Eugene Peterson wrote a book titled A Long Obedience in the Same Direction. It’s a book on discipleship and it speaks to running the marathon of faith as opposed to a short sprint. This passage isn’t about having a well of faith deep enough to move a mountain, it isn’t about one off occurrences. It’s about having the faith in God and ourselves, day after day, setback after setback, success after success to still rise each morning with an attitude and outlook that says I trust in the promises of God. To see ourselves as disciples of God, followers of Christ and willing to do the work which is close to the heart of God.
This passage is hard for a variety of reasons. First as people and as a society we find it hard to forgive. Second, this passage has historically been preached to tell us that we need more faith and I don’t think that’s what it’s saying. Finally, the language that Jesus uses at the end of the passage about slaves is problematic for us given our more modern context of slavery and the human slavery that still occurs today. However, it is an image that would have resonated with those first listeners. You will note that there aren’t demands placed on the slave, rather expectations. In the same way Jesus is reminding us that our purpose is to work towards God’s kingdom. Not to go our and create something of our own.
To dig a little further, in verse 10 we have the line “worthless slaves” which is a reference that Jesus is making towards the disciples and by extension to us. Being called a worthless slave probably doesn’t sit well with anyone. Our modern understanding of slavery aside, being called worthless seems out of character for Jesus.
That word, “worthless” (achreios in the Greek) is often translated as “being of no use or profit, worthless.” But, as Kenneth Bailey points out, its root word is chreios—having the prefix a– added to make it a negative. Chreios is less about profitability and more about need: “that which should happen or be supplied because it is needed.” So, when this word is made a negative—as in our passage—it can be translated as “without need.” In other words, Jesus could be telling his disciples that they are commenting, gratefully, “We are slaves without need, we have only done what we ought to have done.” We are reminded of another Lukan story about a master and slaves—of the Good Master. Slaves who serve a Good Master do not need to earn good treatment, but are happy to serve faithfully. (Chelsey Harmon – Luke 17:5-10 – Center for Excellence in Preaching (cepreaching.org))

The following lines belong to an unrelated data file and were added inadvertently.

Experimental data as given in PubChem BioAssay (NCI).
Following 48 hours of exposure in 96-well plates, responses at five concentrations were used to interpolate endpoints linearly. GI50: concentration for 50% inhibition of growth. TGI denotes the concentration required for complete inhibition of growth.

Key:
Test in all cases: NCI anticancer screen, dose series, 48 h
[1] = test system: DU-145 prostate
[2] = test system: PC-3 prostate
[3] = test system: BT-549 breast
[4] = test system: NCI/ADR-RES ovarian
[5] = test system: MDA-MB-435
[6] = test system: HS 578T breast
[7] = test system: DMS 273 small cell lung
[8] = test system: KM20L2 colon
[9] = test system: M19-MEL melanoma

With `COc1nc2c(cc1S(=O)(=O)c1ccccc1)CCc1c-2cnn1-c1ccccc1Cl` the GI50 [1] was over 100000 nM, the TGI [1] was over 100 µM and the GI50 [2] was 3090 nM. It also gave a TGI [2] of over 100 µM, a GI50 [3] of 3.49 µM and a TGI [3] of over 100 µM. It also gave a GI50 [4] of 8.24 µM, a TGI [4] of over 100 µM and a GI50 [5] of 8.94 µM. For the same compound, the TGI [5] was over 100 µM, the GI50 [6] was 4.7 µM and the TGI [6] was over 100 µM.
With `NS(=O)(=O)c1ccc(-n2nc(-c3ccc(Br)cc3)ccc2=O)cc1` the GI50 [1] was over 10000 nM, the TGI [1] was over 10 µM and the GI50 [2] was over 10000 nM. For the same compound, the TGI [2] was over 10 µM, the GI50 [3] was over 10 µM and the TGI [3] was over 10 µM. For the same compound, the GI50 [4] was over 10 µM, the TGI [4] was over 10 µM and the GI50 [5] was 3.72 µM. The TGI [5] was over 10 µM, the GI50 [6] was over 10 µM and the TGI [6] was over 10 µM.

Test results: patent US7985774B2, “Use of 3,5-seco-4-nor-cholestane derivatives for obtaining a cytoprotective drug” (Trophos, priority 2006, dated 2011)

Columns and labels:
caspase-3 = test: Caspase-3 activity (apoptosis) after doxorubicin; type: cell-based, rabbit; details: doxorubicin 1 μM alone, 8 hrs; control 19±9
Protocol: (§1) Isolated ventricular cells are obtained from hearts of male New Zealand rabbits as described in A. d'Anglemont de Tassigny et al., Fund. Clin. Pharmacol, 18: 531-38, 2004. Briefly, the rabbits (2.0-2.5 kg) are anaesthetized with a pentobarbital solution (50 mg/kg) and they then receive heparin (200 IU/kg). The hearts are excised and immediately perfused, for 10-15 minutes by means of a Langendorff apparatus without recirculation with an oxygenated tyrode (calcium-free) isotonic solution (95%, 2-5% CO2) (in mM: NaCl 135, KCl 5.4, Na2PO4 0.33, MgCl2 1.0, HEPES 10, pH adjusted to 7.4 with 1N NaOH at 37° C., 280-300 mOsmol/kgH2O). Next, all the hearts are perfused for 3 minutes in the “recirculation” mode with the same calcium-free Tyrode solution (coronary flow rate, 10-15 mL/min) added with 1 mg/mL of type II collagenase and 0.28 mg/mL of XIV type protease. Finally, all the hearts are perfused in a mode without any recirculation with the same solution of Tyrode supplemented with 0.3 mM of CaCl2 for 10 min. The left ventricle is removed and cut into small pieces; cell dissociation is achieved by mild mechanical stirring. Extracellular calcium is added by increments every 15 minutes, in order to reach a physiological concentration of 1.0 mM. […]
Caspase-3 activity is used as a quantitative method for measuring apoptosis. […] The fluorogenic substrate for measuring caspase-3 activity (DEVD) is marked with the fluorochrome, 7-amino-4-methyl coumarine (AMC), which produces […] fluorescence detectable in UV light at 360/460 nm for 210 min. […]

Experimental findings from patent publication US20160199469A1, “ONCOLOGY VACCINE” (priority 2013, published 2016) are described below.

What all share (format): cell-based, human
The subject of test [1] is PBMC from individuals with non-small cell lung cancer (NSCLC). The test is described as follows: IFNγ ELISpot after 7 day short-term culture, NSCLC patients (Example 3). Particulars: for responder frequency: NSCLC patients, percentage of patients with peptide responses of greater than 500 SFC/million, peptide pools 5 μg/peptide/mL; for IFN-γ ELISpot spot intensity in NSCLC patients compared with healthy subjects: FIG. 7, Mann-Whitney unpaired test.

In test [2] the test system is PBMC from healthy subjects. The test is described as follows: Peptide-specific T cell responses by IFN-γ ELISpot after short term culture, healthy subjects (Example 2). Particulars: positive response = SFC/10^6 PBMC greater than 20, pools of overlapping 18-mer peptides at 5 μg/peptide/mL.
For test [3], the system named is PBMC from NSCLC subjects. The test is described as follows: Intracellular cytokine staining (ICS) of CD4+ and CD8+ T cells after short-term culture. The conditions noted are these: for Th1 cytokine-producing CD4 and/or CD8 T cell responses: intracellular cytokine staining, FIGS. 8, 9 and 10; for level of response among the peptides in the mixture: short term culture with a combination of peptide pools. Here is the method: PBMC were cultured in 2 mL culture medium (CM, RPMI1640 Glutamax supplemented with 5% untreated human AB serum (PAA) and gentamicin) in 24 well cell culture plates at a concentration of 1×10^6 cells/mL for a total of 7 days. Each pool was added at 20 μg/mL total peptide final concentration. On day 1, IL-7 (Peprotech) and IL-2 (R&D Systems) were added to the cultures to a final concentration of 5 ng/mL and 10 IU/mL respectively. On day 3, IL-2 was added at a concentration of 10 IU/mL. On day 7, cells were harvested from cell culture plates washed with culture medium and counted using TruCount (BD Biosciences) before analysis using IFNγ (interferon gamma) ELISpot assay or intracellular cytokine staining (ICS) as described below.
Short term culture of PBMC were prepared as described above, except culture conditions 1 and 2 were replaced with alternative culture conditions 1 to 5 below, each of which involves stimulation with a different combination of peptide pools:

Translating this word as worthless fits what I would call an older theology of judgement that comes out of this passage. That we are worthless because we can’t move a mountain and why can’t we have more faith. Rather, we are without need because we trust in God and the promises that God offers us. We’ve bought into the vision that God has for creation, the kingdom, which we read about in scripture. We believe that is the way we should live and treat one another. In this way we are without need, God provides for us. We simply need to discover the well-spring of faith that resides within each of us.
We need to live out our faith and as a result we will see our faith multiply. Amen.
St. Andrew's Presbyterian Church
St. Andrew’s Presbyterian Church, Cobourg is part of the Presbyterian Church in Canada. The congregation was established in 1833 and continues to serve the community.
St. Andrew’s supports the gathering of community agencies, providing space for the Affordable Housing Committee. Rev. Ellis’ voice is key in advocating for improvements in awareness, empathy and action on key determinants such as housing, income and food security.
Donate to St. Andrew's
Thank you for visiting St. Andrew’s. It’s our prayer that this sermon was helpful to your walk of faith. We would ask you to prayerful consider donating to the mission of St. Andrew’s. You can make an online donation through our website.